India’s rise as a global power highly likely, says Alyssa Ayres
Alyssa Ayres is senior fellow for India, Pakistan and South Asia at the New York-based Council on Foreign Relations (CFR). Her latest book, Our Time Has Come: How India Is Making Its Place In The World, is aimed at acquainting American readers with Asia’s third-largest economy. In it, while putting forth several compelling propositions, she argues that India’s rise on the world stage is inevitable and will happen even before it surmounts its economic challenges. Ayres visited New Delhi in January for the Raisina Dialogue, a conclave organized by the ministry of external affairs. Edited excerpts from an interview:
The title of your book is unusual.
It comes from two different speeches of two prime ministers—Manmohan Singh and Narendra Modi. It struck me that the sentiment captures something about this moment and the fact that you have two prime ministers, from different parties, who don’t see eye-to-eye on a lot of stuff, but share a common sense that there is something happening for India on the world stage.
Wouldn’t the title have been more apt for, say, China?
That’s what ambassador Shyam Saran (former Indian foreign secretary) said in a review. I understand why someone would say that. But I have written this book also for an American reader who may not know what India has accomplished over the past decade. If you asked Americans to give a list of the world’s five largest economies, I don’t think India would even be mentioned among them.
Why is that?
Because people tend to focus on challenges without realizing that those exist side by side with what has been a slow but steady transformation of the way India engages with the world—whether it’s diplomacy, defence or economic issues. A part of the argument I am making is, as Americans, we have to understand and appreciate what the trajectory of this country looks like for the future, adjust our diplomacy and make sure our next generation is better prepared to work with a rising India.
What role has the US played in India’s rise?
I believe the US to be an important factor in India’s rise. The entire last chapter of my book has recommendations for US foreign policy. Those span the whole range, re-conceptualizing the way we think about our relationship. Very often Americans lapse into imagining we have a good partnership, we are the world’s largest democracy, we should be on a path towards an alliance. I don’t think India wants an alliance. That’s not on the table here. So Americans should just adjust to a different mode. We should think of the US-India relationship as a joint venture, where we will have some areas of deep cooperation. We will also have some areas of disagreement, whether that’s economic friction or the way we think about unfolding events—Russia’s Crimea, for example, or Iran, there is always a difference of opinion on that—and not let those differences infect the areas of positive convergence and cooperation.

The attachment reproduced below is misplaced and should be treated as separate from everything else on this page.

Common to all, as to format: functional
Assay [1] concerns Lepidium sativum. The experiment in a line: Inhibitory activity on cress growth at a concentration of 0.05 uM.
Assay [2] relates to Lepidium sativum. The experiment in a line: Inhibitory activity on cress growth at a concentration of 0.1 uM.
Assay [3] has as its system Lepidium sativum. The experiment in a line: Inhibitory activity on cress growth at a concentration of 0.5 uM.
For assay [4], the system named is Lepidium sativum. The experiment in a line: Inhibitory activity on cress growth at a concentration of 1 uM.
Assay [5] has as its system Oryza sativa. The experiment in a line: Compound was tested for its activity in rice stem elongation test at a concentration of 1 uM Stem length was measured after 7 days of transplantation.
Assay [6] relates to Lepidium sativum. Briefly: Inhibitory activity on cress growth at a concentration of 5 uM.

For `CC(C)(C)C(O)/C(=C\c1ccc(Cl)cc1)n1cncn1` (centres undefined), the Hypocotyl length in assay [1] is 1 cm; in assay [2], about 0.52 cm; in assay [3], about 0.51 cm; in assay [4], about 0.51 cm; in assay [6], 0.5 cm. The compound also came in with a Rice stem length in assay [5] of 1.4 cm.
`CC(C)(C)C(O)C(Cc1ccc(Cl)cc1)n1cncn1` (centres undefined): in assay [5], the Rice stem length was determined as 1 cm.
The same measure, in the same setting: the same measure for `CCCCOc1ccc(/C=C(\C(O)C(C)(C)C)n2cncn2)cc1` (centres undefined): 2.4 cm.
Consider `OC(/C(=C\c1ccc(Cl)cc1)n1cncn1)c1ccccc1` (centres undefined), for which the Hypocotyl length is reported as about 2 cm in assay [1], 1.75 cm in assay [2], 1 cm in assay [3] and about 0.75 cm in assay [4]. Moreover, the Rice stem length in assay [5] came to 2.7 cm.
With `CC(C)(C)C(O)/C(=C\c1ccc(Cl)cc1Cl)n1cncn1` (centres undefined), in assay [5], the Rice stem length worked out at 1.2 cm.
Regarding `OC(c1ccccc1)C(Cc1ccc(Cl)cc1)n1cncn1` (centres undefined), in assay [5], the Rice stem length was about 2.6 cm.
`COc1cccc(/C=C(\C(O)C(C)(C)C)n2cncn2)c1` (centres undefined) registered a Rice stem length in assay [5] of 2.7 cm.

So where can the US play a helpful, supportive role? India is a bulwark of democracy in a turbulent region. Despite its many problems and challenges, it is still a country that stands for something—democratic values. How can the US help India gain that voice, that seat at the table? I think the US can be particularly helpful in global governance reform—whether it is doing more on UN Security Council reform or looking at some of the economic institutions of governance. This is particularly acute for India at a time when its economy has become one of the world’s largest. I have written quite a bit about India in the Asia Pacific Economic Cooperation (Apec). Why isn’t India in Apec? The US should put its shoulder to the wheel and help India gain membership.
The US hasn’t been very supportive of India’s entry into the UN Security Council, for example. Why is that?